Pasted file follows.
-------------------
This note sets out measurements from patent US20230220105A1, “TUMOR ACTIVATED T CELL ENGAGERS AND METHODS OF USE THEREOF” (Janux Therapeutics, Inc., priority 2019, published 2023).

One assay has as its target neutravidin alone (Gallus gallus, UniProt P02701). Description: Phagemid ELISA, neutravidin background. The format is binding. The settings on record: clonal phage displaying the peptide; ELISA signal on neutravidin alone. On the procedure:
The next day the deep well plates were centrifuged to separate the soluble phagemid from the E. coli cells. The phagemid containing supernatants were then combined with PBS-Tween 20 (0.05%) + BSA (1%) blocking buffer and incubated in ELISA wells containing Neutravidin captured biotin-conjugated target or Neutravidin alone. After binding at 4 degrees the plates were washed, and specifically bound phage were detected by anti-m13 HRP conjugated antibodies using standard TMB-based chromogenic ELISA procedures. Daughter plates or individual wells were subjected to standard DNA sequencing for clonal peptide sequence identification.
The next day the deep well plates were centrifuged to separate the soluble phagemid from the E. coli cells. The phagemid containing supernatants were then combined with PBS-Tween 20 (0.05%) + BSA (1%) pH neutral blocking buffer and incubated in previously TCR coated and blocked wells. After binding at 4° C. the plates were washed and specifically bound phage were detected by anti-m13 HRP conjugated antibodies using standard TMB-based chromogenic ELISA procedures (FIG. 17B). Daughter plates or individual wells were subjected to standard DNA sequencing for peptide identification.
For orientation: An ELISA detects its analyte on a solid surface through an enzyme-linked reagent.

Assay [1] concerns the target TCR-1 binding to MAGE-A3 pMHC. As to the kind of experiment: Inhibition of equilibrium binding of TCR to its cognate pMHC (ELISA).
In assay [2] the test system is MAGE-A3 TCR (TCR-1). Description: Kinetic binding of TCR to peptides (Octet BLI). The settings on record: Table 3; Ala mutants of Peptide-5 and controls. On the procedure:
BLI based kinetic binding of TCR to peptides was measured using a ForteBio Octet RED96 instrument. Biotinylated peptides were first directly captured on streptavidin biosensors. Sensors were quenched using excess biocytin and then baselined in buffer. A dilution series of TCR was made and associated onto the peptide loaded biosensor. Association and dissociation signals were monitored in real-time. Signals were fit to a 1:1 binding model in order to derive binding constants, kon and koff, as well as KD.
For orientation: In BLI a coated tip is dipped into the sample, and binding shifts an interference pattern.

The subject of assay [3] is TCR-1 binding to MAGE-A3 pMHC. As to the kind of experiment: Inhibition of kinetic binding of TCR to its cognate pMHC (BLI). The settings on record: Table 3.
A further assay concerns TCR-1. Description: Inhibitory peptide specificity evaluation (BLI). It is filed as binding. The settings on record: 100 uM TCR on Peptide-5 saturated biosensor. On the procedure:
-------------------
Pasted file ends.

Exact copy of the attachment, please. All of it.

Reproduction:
This note sets out measurements from patent US20230220105A1, “TUMOR ACTIVATED T CELL ENGAGERS AND METHODS OF USE THEREOF” (Janux Therapeutics, Inc., priority 2019, published 2023).

One assay has as its target neutravidin alone (Gallus gallus, UniProt P02701). Description: Phagemid ELISA, neutravidin background. The format is binding. The settings on record: clonal phage displaying the peptide; ELISA signal on neutravidin alone. On the procedure:
The next day the deep well plates were centrifuged to separate the soluble phagemid from the E. coli cells. The phagemid containing supernatants were then combined with PBS-Tween 20 (0.05%) + BSA (1%) blocking buffer and incubated in ELISA wells containing Neutravidin captured biotin-conjugated target or Neutravidin alone. After binding at 4 degrees the plates were washed, and specifically bound phage were detected by anti-m13 HRP conjugated antibodies using standard TMB-based chromogenic ELISA procedures. Daughter plates or individual wells were subjected to standard DNA sequencing for clonal peptide sequence identification.
The next day the deep well plates were centrifuged to separate the soluble phagemid from the E. coli cells. The phagemid containing supernatants were then combined with PBS-Tween 20 (0.05%) + BSA (1%) pH neutral blocking buffer and incubated in previously TCR coated and blocked wells. After binding at 4° C. the plates were washed and specifically bound phage were detected by anti-m13 HRP conjugated antibodies using standard TMB-based chromogenic ELISA procedures (FIG. 17B). Daughter plates or individual wells were subjected to standard DNA sequencing for peptide identification.
For orientation: An ELISA detects its analyte on a solid surface through an enzyme-linked reagent.

Assay [1] concerns the target TCR-1 binding to MAGE-A3 pMHC. As to the kind of experiment: Inhibition of equilibrium binding of TCR to its cognate pMHC (ELISA).
In assay [2] the test system is MAGE-A3 TCR (TCR-1). Description: Kinetic binding of TCR to peptides (Octet BLI). The settings on record: Table 3; Ala mutants of Peptide-5 and controls. On the procedure:
BLI based kinetic binding of TCR to peptides was measured using a ForteBio Octet RED96 instrument. Biotinylated peptides were first directly captured on streptavidin biosensors. Sensors were quenched using excess biocytin and then baselined in buffer. A dilution series of TCR was made and associated onto the peptide loaded biosensor. Association and dissociation signals were monitored in real-time. Signals were fit to a 1:1 binding model in order to derive binding constants, kon and koff, as well as KD.
For orientation: In BLI a coated tip is dipped into the sample, and binding shifts an interference pattern.

The subject of assay [3] is TCR-1 binding to MAGE-A3 pMHC. As to the kind of experiment: Inhibition of kinetic binding of TCR to its cognate pMHC (BLI). The settings on record: Table 3.
A further assay concerns TCR-1. Description: Inhibitory peptide specificity evaluation (BLI). It is filed as binding. The settings on record: 100 uM TCR on Peptide-5 saturated biosensor. On the procedure: